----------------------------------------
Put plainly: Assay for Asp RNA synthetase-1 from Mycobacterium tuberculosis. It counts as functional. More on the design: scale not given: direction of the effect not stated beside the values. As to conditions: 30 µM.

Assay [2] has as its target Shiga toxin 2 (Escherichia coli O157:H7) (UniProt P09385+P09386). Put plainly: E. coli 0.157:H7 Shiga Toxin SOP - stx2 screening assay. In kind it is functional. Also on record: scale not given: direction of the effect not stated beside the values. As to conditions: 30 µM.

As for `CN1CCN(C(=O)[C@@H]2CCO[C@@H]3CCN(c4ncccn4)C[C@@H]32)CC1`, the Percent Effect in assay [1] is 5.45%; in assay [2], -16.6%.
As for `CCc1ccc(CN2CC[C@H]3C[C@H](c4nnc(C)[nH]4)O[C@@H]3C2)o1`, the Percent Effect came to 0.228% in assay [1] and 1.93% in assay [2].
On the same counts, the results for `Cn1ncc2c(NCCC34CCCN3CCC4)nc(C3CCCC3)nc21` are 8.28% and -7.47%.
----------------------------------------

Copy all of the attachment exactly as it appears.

Put plainly: Assay for Asp RNA synthetase-1 from Mycobacterium tuberculosis. It counts as functional. More on the design: scale not given: direction of the effect not stated beside the values. As to conditions: 30 µM.

Assay [2] has as its target Shiga toxin 2 (Escherichia coli O157:H7) (UniProt P09385+P09386). Put plainly: E. coli 0.157:H7 Shiga Toxin SOP - stx2 screening assay. In kind it is functional. Also on record: scale not given: direction of the effect not stated beside the values. As to conditions: 30 µM.

As for `CN1CCN(C(=O)[C@@H]2CCO[C@@H]3CCN(c4ncccn4)C[C@@H]32)CC1`, the Percent Effect in assay [1] is 5.45%; in assay [2], -16.6%.
As for `CCc1ccc(CN2CC[C@H]3C[C@H](c4nnc(C)[nH]4)O[C@@H]3C2)o1`, the Percent Effect came to 0.228% in assay [1] and 1.93% in assay [2].
On the same counts, the results for `Cn1ncc2c(NCCC34CCCN3CCC4)nc(C3CCCC3)nc21` are 8.28% and -7.47%.